Graphic Novel Review | 30 Days of Night: Night, Again by Joe R. Lansdale
I received this book for free from the mentioned source in exchange for an honest review. This does not affect my opinion of the book nor the content of my review.
30 Days of Night: Night, Again by Joe R. Lansdale
Illustrator: Sam Kieth
Series: 30 Days of Night
on November 15th 2011
Genres: Adult, Horror, Media Tie-In
View on: Goodreads
Grab it: Buy on Amazon
About the Book:
Fleeing the site of a secondary vampire infestation in the cold, wilds of Alaska, a band of survivors arrive at a climate change facility during the final days of a long period of extended daylight. The inhabitants of the research compound are trying to determine the nature of a strange object found in the ice when the survivors arrive, leading to a frightening and bloody confrontation between humans and vampires - and an odd and unexpected guest! This title is written by acclaimed horror writer Joe R. Lansdale and featuring horrifically beautiful art by Sandman co-creator Sam Kieth.
Survivors? Check. Blood, gore, and vampires sopping up blood off the floor after they nail someone to a wall? Check, check and double-check. An interesting story? Not worth the check.
Let me first start off by saying that I do not know 30 Days of Night outside of the movies. However, I instantly became a fan of the movies and knew this was a series I would want to follow to get my vampire fix. And once I saw the new issue available on Net Galley, I was ecstatic to download it to my computer and fall in love with the comics just like I did with the movie. But to my surprise, after reading the comic (several times) I am left feeling underwhelmed and wondering what the heck is going on.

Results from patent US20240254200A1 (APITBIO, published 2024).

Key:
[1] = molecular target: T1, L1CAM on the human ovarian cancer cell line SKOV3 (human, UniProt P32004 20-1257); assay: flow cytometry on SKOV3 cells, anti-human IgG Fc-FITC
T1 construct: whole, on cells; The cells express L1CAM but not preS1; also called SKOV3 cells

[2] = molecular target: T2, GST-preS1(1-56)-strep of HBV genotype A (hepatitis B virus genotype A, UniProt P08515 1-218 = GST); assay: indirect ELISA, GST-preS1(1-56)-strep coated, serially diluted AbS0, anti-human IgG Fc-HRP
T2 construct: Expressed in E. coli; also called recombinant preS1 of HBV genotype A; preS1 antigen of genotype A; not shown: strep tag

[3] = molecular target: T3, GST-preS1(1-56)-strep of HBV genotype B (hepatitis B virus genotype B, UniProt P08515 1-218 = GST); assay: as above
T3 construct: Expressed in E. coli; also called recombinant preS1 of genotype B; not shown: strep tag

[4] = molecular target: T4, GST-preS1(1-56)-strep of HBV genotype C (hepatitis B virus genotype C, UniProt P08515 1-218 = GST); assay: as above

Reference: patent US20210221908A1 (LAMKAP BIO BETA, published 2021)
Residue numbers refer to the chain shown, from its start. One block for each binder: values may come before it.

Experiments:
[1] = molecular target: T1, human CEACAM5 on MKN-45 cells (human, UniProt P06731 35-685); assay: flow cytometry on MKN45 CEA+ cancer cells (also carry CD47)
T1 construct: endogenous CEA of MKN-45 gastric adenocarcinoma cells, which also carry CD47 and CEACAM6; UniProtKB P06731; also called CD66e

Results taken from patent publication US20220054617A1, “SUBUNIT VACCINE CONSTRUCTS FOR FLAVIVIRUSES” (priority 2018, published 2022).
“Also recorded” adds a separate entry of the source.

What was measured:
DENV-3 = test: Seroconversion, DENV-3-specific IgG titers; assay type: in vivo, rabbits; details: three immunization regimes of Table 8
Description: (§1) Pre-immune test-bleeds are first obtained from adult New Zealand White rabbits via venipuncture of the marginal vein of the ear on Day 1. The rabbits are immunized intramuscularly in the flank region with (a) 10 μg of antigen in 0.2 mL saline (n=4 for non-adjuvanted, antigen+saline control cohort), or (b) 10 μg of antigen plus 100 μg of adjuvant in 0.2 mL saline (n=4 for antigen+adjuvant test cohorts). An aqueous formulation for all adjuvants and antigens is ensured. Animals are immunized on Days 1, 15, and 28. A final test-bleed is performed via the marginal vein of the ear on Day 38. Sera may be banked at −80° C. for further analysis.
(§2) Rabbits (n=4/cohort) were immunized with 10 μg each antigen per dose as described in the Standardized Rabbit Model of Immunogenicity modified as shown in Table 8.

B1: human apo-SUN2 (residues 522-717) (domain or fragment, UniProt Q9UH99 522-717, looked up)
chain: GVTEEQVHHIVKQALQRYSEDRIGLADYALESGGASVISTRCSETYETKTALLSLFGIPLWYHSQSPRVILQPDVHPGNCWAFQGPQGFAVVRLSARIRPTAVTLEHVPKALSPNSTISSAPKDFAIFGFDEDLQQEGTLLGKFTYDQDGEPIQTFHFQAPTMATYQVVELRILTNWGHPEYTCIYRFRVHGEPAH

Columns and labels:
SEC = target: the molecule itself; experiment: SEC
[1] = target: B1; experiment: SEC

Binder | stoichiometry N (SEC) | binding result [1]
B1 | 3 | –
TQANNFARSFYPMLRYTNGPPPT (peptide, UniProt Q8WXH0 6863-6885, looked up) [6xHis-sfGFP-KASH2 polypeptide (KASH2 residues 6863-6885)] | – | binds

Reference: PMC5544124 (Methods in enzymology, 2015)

The overall art style in my opinion is amazing. Legendary artist Sam Keith created a fantastic and believable world of grotesque vampires painted across a wintry Alaskan backdrop. Some comic enthusiasts may not like the graphics. Granted it’s not a crisp or clean style, and the pages are not decorated with beautiful bright eye-catching colors. But for a comic of this genre I really didn’t care that bright and shiny was missing. I love what Keith painted. The images have a unique watercolor feeling. Gritty, slanted, abstract, and meshed together, the colors create characters that turn into blood draining vampires and scared/hostile survivors. The art style gives you the sense that you are wrapped up in a bleak and desolate world, with no light or hope of escape. So, two thumbs up on that part. Now let’s move on to the story.
Here is where the comic derails my interest. Despite my high praises of the art style, the story is severely lacking. For issue #1 in a new series in the 30 Days of Night universe, I expected to be blown away and dying for the next issue. But the only thing I am left feeling is blah, and that I might or might not, read #2. Yes I do believe the purpose of any first issue it to set up the story. And yes I do believe that is what this issue accomplished. Sadly what it does not accomplish is the WOW factor, the one attention grabbing thing that happens in the story that will instantly suck me into the universe and hold me there for eternity. It’s unfortunate that this first issue did not have a WOW factor. I wanted to love this story and wanted to be inspired to take the journey with the survivors fighting along beside them, growing and learning information as they do. Be that as it may, now my attention could go either way, back to the story or to another comic altogether.
In spite of that disappointing aspect, I am confident that the WOW factor is coming. The vampire leader would make a formidable villain, and I am interested to see what is in that torpedo tube the Nazi’s fired out in 1943. It also looks as if they are setting up the survivor leader to be some sort of I-don’t-want-this-job-but-have-it-anyway badass. This sometimes can give us a strong main character, such as Jack Shepard from LOST. I don’t know if the MC will be of that magnitude but, I am hopeful.